As with other sexually transmitted infections, the only way to prevent trichomoniasis is to not have sex. To lower your risk, use internal or external condoms correctly every time you have sex.


Your health care provider may diagnose trichomoniasis by doing an exam of the genitals and lab tests.

Your health care provider may also look at a sample of vaginal fluid for women or a swab from inside the penis (urethra) for men under a microscope. If the parasite can be seen under the microscope, no further tests are needed.

If the test doesn't show the parasite, but your provider thinks you may have trichomoniasis, other tests may be done. Your provider may order tests done on a sample of vaginal fluid, a penis urethral swab or sometimes urine. Tests include a rapid antigen test and nucleic acid amplification test.

If you have trichomoniasis, your provider may also do tests for other sexually transmitted infections (STIs) so they can also be treated. 

Read also: Trichomoniasis test 

discharge in female
                                                          Discharge pictures in male


Treatment of trichomoniasis requires an oral antibiotic that is effective against infections caused by this parasite. Treatment can be given during pregnancy. Options may include:

  • High stat dose. Your health care provider may recommend one large dose (megadose) of either metronidazole (Flagyl), tinidazole (Tindamax) or secnidazole (Solosec). You only take these oral medications one time.
  • Divided doses. Your provider might recommend several lower doses of metronidazole or tinidazole. You take the pills two times a day for seven days. To help clear up the infection completely, keep taking this medicine for the full time your provider prescribed the drug, even if you begin to feel better after a few days. If you stop using this medicine too soon, your infection may not go away completely.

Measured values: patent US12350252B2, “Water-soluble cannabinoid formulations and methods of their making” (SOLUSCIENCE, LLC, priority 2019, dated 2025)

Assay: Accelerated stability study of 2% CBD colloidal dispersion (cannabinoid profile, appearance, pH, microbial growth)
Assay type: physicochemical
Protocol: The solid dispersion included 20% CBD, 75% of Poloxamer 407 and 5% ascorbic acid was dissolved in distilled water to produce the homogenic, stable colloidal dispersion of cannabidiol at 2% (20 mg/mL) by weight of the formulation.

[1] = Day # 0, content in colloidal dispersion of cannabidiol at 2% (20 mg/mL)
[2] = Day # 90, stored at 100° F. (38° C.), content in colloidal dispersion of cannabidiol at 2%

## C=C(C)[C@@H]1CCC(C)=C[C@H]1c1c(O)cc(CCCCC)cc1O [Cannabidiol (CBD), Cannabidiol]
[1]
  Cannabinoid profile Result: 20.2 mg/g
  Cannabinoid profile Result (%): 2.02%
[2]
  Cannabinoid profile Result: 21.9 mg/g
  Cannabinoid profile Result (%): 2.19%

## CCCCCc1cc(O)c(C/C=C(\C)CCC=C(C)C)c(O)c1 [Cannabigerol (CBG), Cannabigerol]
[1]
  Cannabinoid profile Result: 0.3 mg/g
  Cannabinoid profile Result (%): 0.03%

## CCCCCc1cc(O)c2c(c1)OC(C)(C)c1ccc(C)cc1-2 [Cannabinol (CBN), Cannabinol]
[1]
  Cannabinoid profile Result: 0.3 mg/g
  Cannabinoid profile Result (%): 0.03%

Considerations when treating Trichomoniasis

All sex partners need treatment at the same time. This prevents getting the infection again right way (reinfection). And you need to avoid sex until the treatment is done and the symptoms have gone away. This usually takes about a week after finishing the last antibiotic dose. Tell your health care provider if symptoms don't go away after treatment.

Drinking alcohol during and for a few days after treatment can cause severe nausea and vomiting. Don't drink alcohol for 24 hours after taking metronidazole, 48 hours after taking secnidazole or 72 hours after taking tinidazole.

Your health care provider will typically retest you for trichomoniasis after treatment. A retest two weeks to three months after treatment can check to be sure the infection is gone and that you haven't been reinfected.

Even if you've had treatment that gets rid of trichomoniasis, it's possible to get it again if you're exposed to someone with the infection.


Treating trichomoniasis like any STIs, the doctor needs to have a factual information from you and the detailed sexual behavior. Make sure to describe all your symptoms to your doctor so he provides correct diagnosis and treatment. You will need to call a partner so they also get treated to prevent the re-infection. Your doctor will prescribe drugs for treating trichomoniasis.

Here are pictures of how other STDs look

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References For STD-STI Information